Human Rights Watch: China Arresting Uyghurs at Skyrocketing Rates

Supporters and members of the East Turkistan National Awakening Movement rally outside the White House to urge the United States to end trade deals with China and take action to stop the oppression of the Uyghur and other Turkic peoples August 14, 2020 in Washington, DC. (Chip Somodevilla/Getty Images)
Chip Somodevilla/Getty Images

Authorities in Western China’s Xinjiang region are formally prosecuting ethnic Uyghurs at a higher rate than in previous years, and have increased the length of prison sentences for the Turkic minority group native to the Central Asian territory, Human Rights Watch (HRW) reported on Wednesday.

Xinjiang courts sentenced over 99,000 people in the Uyghur-majority region in 2017 and over 133,000 in 2018, according to Chinese government statistics cited by HRW, a non-governmental organization (NGO). The Chinese government has yet to release Xinjiang’s 2019 or 2020 sentencing statistics.

Human Rights Watch said it analyzed “nearly 60 of these cases” and found many people appear to have been convicted and imprisoned by Chinese authorities without evidence they had committed a genuine criminal offense.

“These formal prosecutions are distinct from those arbitrarily detained in unlawful ‘political education’ facilities,” HRW noted, referring to Xinjiang’s state-run detention camps.

The Chinese government has allegedly detained an estimated 1 to 3 million Uyghurs in these concentration camps –which it refers to as vocational or “political education” centers – since it launched a crackdown on the Turkic-speaking, Sunni Muslim minority group in 2016 citing concerns about the spread of Islamic extremism and terrorism within the community. Xinjiang borders Central Asia and is referred to by Uyghurs as “East Turkestan.”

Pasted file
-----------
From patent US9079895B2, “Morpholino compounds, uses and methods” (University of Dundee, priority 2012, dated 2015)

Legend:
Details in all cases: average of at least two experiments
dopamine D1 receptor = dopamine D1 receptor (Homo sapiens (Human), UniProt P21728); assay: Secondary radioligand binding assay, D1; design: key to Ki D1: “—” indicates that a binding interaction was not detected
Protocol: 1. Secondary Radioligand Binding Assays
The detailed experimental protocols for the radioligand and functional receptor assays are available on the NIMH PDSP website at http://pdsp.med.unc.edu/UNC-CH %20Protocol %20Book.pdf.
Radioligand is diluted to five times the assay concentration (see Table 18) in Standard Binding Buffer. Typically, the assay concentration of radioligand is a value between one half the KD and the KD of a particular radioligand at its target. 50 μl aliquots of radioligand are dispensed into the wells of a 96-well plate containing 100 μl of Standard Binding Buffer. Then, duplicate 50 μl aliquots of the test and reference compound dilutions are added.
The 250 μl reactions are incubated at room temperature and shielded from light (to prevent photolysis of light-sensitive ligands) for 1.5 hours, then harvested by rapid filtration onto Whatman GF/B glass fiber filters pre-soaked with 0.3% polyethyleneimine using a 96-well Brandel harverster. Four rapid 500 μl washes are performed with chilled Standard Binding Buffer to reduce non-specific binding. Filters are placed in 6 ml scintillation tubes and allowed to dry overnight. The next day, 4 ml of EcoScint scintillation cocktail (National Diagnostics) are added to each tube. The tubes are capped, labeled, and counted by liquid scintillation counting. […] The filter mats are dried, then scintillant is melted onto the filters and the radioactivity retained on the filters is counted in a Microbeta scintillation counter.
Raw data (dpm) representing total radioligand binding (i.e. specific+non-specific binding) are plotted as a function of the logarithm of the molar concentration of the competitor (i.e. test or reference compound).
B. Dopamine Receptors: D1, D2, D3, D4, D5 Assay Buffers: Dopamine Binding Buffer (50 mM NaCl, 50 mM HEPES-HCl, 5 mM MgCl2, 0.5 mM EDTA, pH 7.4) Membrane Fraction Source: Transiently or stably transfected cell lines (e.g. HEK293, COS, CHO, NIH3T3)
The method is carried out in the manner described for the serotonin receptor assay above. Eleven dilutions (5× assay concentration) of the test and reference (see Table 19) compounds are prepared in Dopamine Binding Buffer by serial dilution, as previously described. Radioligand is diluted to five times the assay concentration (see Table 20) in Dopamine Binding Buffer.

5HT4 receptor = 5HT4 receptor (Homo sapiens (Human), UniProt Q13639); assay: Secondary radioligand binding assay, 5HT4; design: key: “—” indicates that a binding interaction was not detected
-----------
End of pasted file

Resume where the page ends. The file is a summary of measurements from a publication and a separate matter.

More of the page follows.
“Although the Chinese government’s use of ‘political education’ camps has led to international outrage, the detention and imprisonment of Xinjiang’s Muslims by the formal justice system has attracted far less attention,” HRW’s senior China researcher, Maya Wang, said in the report.

“Other available information concerning 51 cases, including the indictments, incarceration notices, leaked official documents, and official communications with families indicate most of the Uyghur and Kazakh individuals in these cases have been imprisoned for vague and overbroad offenses,” the authors of the HRW report added. The stated offenses include “inciting ethnic hatred”; “picking quarrels and provoking trouble”; and “watching or listening to extremist content.”

HRW also noted a “dramatic increase” in the number of people assigned lengthy prison sentences in Xinjiang in 2017.

“Prior to 2017, sentences of over five years in prison were about 10.8 percent of the total number of people sentenced. In 2017, they make up 87 percent of the sentences,” the NGO wrote.

The average prison sentence for Uyghurs between 2016 and 2018 was 12.5 years, according to the Xinjiang Victims Database. The NGO based the estimate on an analysis of 312 people in Xinjiang who were assigned prison sentences during the two-year period, excluding the six people assigned life prison sentences during that time.

During the February 16 CNN town hall, President Joe Biden justified the concentration camps saying, it is how dictator Xi Jinping keeps the country “unified.”


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